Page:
What’s your best time-saving tip in the ED?
Less of time-saving and more of a mind-saving tip: If you have any control over the environment then work towards reducing flow-destroying interactions and circumstances. When we are in flow-state we perform better and leave the shift elated rather than drained. Flow-destroying situations include task interruptions, unnecessary alarms, fights with other services, and poor physical plant/work set-ups. All these are preventable and fixable with forethought and a group of colleagues that want change.
ED charting: Macros or no macros?
Definitely macros, but you need to be exceedingly careful about how and when you use them. Let’s stop pretending that charting does anything good for our patients. If we cared about that, we would spend all our time writing the 3 lines that described why they came and what we did. That would be the whole chart. Charting in its current form is for two reasons only: Billing and Avoiding Lawsuits. So be as savvy as possible to accomplish those two goals. Macros can help with that a bunch.
What’s the best advice you’ve ever received about work, life, or being efficient?
There is a definite path to success in academic medicine. Numerous mentors laid it out for me during my resident and fellow years. I never wanted to walk down that path. You can blaze your own trail and still succeed in academic medicine, but you’ll have to work much, much harder to get to the same place. However, for the right personality-type that journey will be far more enjoyable.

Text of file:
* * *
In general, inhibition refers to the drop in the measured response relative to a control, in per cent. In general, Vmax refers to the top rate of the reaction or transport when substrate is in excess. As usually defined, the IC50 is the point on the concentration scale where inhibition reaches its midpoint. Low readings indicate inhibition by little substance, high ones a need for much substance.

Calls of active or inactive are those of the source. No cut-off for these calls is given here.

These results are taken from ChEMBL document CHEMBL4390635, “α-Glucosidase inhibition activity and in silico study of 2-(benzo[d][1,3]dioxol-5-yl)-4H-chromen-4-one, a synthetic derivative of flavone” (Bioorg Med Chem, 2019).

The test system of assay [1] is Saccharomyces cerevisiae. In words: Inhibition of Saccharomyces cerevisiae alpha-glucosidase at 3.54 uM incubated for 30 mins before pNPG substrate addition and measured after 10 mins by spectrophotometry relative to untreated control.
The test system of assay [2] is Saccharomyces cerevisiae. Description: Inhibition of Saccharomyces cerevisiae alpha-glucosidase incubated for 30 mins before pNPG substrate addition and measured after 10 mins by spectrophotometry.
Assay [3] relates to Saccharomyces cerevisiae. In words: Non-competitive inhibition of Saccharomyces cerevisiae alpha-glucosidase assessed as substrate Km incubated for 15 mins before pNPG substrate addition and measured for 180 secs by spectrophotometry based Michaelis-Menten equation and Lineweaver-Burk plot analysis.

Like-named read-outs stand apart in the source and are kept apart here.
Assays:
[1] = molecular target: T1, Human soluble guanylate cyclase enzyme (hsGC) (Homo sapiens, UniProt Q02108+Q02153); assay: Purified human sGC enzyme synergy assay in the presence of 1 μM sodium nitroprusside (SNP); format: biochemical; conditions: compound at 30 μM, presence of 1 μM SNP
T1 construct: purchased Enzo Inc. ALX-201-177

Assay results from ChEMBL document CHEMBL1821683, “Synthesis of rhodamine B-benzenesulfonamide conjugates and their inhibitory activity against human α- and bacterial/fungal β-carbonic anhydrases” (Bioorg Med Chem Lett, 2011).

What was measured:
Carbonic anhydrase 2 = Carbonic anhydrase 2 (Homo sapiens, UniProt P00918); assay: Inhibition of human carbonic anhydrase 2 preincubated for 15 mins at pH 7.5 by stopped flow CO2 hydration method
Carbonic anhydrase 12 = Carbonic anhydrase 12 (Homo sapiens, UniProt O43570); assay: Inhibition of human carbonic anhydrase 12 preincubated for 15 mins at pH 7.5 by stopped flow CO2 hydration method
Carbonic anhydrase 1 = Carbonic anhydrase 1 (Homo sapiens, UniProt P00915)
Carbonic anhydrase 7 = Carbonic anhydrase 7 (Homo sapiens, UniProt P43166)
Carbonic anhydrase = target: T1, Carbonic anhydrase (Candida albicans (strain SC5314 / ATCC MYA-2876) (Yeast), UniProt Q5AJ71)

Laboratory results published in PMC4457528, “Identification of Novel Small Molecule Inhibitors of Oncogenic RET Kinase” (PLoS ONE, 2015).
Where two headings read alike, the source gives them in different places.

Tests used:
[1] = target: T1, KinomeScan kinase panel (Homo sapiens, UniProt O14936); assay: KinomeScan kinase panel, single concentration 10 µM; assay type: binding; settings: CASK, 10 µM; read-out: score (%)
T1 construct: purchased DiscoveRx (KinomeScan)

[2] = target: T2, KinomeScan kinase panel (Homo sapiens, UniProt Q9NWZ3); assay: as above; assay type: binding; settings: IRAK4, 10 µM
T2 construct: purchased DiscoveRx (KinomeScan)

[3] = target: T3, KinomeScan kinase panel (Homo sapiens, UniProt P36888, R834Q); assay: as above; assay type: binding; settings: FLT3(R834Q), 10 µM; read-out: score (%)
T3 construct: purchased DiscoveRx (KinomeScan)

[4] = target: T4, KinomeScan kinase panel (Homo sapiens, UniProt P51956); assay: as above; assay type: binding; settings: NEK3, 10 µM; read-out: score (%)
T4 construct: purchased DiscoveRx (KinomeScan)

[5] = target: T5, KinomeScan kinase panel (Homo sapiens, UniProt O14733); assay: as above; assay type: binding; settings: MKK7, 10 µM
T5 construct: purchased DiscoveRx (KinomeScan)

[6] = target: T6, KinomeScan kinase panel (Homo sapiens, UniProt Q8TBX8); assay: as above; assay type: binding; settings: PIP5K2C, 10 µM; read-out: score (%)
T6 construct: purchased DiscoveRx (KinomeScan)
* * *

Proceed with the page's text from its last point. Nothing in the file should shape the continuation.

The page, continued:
Is there anything else you’d like to add that might be interesting to readers?
The parts I truly love about the work I do in my non-clinical time are all creative. I am not painting exquisite portraits, but the impulses and the rewards feel the same to me. Unfortunately, for every hour I can create there are 10 hours of maintenance, upkeep, and busywork to make the creative work possible. I dream of finding ways to significantly increase that ratio. I spend a bunch of time searching for those ways; I imagine many of us are in the same boat. Hopefully, series like this one will help.
Who would you love for us to track down to answer these same questions
I’m going to go off of the SoMe beat and suggest
- Jeff Kline
- Bob Wears
- Ian Stiell